5.3 CMEs, ICMEs, and space weather

The compressed sheath plasma behind shocks and the ejecta clouds may both cause substantial deviations of the magnetic field direction from the usual Parker spiral, including strong, out-of-the-ecliptic components. In either case, a southward pointing IMF (Bz south) may result, with well-known consequences on the Earth’s geomagnetism (Tsurutani et al., 1988Gonzalez et al., 1999Huttunen et al., 20022005Jump To The Next Citation Point).

It is important to keep in mind that the sources of magnetic field deflections in the sheath plasma and the ejecta are of fundamentally different origin:

The enormous bandwidth of CME properties is of course reflected in the properties of the related ICMEs and their effects. Tsurutani et al. (2004b) analyzed particularly slow magnetic clouds and found them to be surprisingly geo-effective. A good example is the famous event on January 6, 1997: A comparatively slow, unsuspiciously looking, faint partial halo CME caused a problem storm at the Earth 85 hours later, with enormous effects, as described in a series of papers (Zhao and Hoeksema, 1997Burlaga et al., 1998Webb et al., 1998). On the other hand, the very fast ICMEs are often found to be responsible for the most intense geomagnetic storms (Srivastava and Venkatakrishnan, 2002Gonzalez et al., 2004Yurchyshyn et al., 2004), apparently because they build up extreme ram pressure on the Earths magnetosphere.

The number of CMEs observed at the Sun is about 3 per day at maximum solar activity (St Cyr et al., 2000Jump To The Next Citation Point). Note though that Gopalswamy (2004) found a higher rate since their count includes the extremely faint, narrow and slow CMEs that become only visible due to the very high sensitivity and the enormous dynamic range of the LASCO instruments. At solar maximum, the number of shocks passing an observer located, say, in front of the Earth, is about 0.3 per day (Webb and Howard, 1994). Both rates taken together let us conclude that an in situ observer is hit by only one out of ten ICME shocks released at the Sun. Thus, the average shock shell covers about one tenth of the full solid angle 4π, i.e., the average shock cone angle as seen from the Suns center amounts to about 100. This value exceeds significantly the one of the average angular size of the CMEs of about 45 (Howard et al., 1985St Cyr et al., 2000). The conclusion is that shock fronts extend much further out in space than their drivers, the ejecta clouds, as had been suggested earlier by Borrini et al. (1982). This explains why an in situ observer finds large numbers of shocks followed by sheath plasma only, with no associated ejecta cloud.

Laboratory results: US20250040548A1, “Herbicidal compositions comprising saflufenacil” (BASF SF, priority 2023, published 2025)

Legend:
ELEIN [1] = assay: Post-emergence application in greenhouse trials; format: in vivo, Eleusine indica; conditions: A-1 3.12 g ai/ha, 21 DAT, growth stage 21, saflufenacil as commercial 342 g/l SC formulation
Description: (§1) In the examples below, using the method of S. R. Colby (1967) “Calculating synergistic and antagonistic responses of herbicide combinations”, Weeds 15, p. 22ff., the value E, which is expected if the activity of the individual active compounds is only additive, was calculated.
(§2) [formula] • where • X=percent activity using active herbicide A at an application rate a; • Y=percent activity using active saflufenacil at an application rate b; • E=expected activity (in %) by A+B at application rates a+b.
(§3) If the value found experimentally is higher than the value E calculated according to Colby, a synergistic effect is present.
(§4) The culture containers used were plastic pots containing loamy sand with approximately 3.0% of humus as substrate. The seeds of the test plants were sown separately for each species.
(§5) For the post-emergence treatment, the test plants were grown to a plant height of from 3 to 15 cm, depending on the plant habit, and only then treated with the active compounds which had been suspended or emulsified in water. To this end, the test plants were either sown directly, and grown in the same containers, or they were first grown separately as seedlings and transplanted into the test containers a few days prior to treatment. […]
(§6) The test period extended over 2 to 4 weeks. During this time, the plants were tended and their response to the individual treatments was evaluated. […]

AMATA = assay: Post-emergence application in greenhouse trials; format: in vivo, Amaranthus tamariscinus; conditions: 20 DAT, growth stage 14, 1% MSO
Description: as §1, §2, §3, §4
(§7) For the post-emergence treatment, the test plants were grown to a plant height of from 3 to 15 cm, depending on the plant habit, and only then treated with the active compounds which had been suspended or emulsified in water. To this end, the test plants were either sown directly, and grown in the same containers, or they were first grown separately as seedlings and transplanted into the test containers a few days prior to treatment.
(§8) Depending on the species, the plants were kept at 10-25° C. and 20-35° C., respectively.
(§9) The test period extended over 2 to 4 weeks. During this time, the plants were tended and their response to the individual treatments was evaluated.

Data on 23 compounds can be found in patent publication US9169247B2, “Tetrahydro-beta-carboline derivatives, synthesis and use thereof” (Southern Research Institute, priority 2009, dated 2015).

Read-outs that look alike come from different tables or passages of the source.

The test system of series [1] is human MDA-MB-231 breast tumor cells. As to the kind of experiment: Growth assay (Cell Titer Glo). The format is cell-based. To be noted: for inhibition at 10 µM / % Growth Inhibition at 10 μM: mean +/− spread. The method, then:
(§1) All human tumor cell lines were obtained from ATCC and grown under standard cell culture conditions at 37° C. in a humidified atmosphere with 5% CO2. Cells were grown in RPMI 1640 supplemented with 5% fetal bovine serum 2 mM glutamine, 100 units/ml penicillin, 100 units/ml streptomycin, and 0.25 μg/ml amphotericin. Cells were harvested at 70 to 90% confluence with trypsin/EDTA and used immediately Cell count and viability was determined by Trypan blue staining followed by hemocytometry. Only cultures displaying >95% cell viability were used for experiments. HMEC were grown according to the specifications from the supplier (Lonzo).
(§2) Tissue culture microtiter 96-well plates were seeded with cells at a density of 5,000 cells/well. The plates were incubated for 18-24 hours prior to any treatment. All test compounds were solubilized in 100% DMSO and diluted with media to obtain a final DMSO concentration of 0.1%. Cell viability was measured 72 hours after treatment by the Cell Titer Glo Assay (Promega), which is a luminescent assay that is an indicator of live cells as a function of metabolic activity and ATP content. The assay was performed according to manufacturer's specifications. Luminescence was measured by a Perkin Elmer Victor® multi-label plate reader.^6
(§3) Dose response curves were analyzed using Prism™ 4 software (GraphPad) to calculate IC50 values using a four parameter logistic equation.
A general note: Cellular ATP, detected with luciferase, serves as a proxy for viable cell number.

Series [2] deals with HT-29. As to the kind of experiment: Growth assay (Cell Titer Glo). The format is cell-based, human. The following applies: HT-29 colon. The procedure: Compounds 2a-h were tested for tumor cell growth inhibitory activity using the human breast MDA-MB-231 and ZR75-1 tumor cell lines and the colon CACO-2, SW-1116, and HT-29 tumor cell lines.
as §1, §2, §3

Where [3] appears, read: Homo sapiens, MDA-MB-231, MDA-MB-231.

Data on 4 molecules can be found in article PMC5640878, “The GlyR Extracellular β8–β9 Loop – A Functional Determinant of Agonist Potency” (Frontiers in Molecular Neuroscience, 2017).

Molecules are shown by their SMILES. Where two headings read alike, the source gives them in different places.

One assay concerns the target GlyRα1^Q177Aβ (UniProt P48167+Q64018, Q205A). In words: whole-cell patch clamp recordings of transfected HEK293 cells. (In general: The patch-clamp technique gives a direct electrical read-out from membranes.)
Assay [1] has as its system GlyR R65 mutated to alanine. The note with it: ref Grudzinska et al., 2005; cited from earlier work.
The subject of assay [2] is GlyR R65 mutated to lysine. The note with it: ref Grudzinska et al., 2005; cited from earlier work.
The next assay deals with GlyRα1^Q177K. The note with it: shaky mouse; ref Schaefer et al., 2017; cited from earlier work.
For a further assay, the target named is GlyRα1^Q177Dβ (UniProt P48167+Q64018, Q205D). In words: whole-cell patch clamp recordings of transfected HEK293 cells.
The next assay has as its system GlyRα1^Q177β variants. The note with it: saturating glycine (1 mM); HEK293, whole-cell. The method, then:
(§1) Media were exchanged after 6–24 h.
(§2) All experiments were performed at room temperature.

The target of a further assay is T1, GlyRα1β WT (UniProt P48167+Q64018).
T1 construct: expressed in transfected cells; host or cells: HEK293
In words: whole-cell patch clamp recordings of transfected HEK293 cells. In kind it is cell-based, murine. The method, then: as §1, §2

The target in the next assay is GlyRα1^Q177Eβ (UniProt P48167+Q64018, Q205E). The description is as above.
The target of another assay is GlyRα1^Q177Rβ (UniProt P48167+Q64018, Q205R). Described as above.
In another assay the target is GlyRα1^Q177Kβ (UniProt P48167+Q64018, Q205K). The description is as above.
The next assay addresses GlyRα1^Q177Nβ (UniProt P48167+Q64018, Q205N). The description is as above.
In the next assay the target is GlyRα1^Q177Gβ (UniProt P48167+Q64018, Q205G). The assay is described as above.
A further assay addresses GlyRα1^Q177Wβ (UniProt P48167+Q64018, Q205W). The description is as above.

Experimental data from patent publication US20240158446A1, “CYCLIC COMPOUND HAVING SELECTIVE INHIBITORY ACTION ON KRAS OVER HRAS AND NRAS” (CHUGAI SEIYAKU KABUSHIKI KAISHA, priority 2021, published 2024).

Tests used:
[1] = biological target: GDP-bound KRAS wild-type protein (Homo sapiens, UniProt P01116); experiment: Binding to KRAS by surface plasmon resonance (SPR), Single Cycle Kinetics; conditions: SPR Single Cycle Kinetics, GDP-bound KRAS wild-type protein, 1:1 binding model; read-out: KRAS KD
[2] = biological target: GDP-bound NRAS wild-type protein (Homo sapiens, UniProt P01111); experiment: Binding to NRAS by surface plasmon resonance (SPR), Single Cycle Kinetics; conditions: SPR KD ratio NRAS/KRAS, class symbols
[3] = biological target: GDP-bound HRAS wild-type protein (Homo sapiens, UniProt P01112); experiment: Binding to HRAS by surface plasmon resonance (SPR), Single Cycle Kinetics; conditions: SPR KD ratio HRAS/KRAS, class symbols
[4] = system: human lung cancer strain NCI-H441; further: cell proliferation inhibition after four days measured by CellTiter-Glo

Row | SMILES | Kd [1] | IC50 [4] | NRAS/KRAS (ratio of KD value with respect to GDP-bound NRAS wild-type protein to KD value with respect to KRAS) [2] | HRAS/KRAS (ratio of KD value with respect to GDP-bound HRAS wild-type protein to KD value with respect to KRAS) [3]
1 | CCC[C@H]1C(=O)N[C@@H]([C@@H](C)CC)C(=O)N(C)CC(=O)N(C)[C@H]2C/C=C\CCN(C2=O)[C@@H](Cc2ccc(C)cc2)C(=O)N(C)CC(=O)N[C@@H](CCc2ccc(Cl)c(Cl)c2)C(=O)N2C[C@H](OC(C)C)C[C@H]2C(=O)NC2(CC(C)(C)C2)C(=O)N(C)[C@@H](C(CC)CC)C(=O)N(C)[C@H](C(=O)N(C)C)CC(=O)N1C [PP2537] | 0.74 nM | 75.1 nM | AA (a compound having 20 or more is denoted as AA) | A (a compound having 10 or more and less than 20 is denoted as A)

With respect to space weather near the Earth, the crucial question is: How can we forecast the arrival of geoeffective ICMEs? For a CME observed near the Sun, it takes about 1 to 4 days for the associated ICME to reach 1 AU, which is a fairly long time for working out a good forecast. However, those CMEs menacing the Earth are usually of the halo type for which the Earth-directed speed component cannot be measured. Several authors tried to use the plane-of-sky speed as listed in the CME catalog as basis for forecasting (e.g. Gopalswamy et al., 2001bMichałek et al., 2003Cane and Richardson, 2003). However, the plane-of-sky speed is oriented perpendicularly to the Sun–Earth line and, thus, is not at all representative of the line-of sight speed. Schwenn et al. (2005Jump To The Next Citation Point) found that the lateral expansion speed of a CME which can uniquely be determined for all types of CMEs (for limb CMEs as well as halos) can serve as a proxy value for the inaccessible line-of-sight speed. They associated some 300 candidate CMEs with their ICME signatures observed by in situ spacecraft upstream the Earth. For the 80 uniquely associated event pairs they determined both the CME expansion speed and the travel time to 1 AU as is shown in Figure 35View Image. A fairly good correlation was found. Their empirical formula can be used for forecasting further ICME arrivals, with a 95% error margin of about 24 hours.

View Image